Wet winter opens the future-proofing cupboard
GroundCover™ Issue: 125 Nov - Dec | Author: Jo Fulwood
For the first time in many years, growers in the eastern wheatbelt have experienced the perfect combination of early opening rains, post-emergent follow-up rains, and a long, wet winter.
For Merredin, Western Australia, growers Jules and Pep Alvaro, this has meant the luxury of farming for the future, not just for now.
But while 2016 has seen above-average rainfall across the eastern wheatbelt region, many businesses are still feeling the financial strain of several years of low rainfall, and the Alvaros know they will need to keep the budget strong for the next dry spell.
“We’ve seen biannual dry years over the past decade, so unfortunately we’ve had to farm by playing the season every year, and that’s quite common out here because the margins are so tight in these areas,” Jules says.
For the past decade, like many growers in this low-rainfall environment, they have been cautious with every business decision, ensuring they stay within their tight budget parameters.
“This year we have seen above-average rainfall right throughout the growing season, so hopefully the pattern of long-term below-average rainfall years has been broken,” Jules says.
“Coming off the back of a really good year in 2015, we now have the confidence to make some business investment decisions, knowing that it will carry the business for future years.”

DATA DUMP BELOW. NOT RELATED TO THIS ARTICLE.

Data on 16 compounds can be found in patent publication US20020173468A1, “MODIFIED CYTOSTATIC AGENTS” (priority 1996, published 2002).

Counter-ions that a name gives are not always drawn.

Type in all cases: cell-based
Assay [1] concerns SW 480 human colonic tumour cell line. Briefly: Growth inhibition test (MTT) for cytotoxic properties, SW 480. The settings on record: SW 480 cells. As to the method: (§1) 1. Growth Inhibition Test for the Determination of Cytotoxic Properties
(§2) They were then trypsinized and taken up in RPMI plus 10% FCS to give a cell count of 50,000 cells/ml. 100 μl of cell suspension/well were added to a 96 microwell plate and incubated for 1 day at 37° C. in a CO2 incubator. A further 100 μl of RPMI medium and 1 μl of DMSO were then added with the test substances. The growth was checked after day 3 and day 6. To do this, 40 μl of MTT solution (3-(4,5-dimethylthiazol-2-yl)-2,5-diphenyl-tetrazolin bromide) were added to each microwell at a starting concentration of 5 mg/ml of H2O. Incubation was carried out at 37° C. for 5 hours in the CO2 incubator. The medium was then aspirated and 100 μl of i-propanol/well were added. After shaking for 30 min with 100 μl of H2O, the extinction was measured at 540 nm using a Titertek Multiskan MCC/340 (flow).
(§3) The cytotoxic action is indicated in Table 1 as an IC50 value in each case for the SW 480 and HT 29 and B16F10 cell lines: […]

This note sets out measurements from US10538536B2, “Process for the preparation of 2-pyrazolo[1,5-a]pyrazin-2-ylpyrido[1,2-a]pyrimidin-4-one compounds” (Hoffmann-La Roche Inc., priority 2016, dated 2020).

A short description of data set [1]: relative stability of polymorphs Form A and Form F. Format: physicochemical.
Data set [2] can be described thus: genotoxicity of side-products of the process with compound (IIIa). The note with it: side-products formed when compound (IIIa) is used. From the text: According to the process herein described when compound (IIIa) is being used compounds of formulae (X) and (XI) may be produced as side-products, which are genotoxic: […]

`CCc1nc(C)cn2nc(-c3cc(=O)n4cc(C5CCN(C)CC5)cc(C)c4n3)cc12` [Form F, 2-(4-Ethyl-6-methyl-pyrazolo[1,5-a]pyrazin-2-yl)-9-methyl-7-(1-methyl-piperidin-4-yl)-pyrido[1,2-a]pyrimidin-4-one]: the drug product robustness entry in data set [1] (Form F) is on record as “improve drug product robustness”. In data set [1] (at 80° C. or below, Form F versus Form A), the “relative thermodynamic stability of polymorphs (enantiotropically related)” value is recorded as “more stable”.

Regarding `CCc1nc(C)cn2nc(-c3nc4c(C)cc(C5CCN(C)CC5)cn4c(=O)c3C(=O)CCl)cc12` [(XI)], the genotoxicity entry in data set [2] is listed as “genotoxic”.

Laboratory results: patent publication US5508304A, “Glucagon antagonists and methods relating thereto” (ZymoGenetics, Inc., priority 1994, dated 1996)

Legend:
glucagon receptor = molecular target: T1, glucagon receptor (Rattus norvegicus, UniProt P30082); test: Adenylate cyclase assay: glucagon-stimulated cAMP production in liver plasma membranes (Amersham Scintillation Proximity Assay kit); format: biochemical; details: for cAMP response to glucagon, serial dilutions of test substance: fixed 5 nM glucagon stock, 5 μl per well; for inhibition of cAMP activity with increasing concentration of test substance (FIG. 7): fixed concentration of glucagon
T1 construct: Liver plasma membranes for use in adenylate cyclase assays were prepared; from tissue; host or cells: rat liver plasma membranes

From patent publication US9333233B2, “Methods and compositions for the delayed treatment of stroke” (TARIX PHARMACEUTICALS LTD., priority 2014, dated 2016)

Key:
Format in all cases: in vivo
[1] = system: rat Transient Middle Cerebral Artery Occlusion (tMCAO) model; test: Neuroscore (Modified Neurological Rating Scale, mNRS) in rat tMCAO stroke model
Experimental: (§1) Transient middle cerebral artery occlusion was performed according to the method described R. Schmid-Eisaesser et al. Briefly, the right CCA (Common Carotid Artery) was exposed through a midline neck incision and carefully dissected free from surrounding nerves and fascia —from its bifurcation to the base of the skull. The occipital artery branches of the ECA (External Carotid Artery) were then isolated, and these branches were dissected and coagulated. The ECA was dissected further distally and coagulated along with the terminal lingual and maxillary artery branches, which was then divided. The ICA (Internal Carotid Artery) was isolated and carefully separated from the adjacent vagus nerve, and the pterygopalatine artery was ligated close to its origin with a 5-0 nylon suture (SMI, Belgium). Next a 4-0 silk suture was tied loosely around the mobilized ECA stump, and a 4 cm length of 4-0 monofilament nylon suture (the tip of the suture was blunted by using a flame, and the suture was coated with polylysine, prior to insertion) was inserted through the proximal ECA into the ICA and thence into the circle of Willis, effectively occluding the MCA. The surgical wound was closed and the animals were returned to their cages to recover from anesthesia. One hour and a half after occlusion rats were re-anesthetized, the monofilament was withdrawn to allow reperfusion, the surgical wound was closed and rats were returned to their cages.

The timely rain has given the Alvaros some financial breathing space, and they are now investing in the long-term health of their soils by applying dolomite combined with calcium, and adding nutrients such as magnesium and potassium to their paddocks.
“We were finding that lime was taking too long to take effect, so we have now changed this strategy and are using locally sourced dolomite, combined with calcium, and we are seeing some good early results from this application,” she says.
The Alvaros have introduced a fallow to their rotation, have invested in technology, such as moisture probes, and are applying extra nitrogen to their paddocks, all strategies to drought-proof the business for coming years.
They are also planting different wheat varieties to help manage their variable soil types, diminish the impact of aluminium toxicity in their soils and to reduce their frost risk.
As a GRDC Western Panel member, Jules believes the experiences of growers in the eastern wheatbelt – farming under low-rainfall conditions – could be a valuable learning tool for growers across Australia.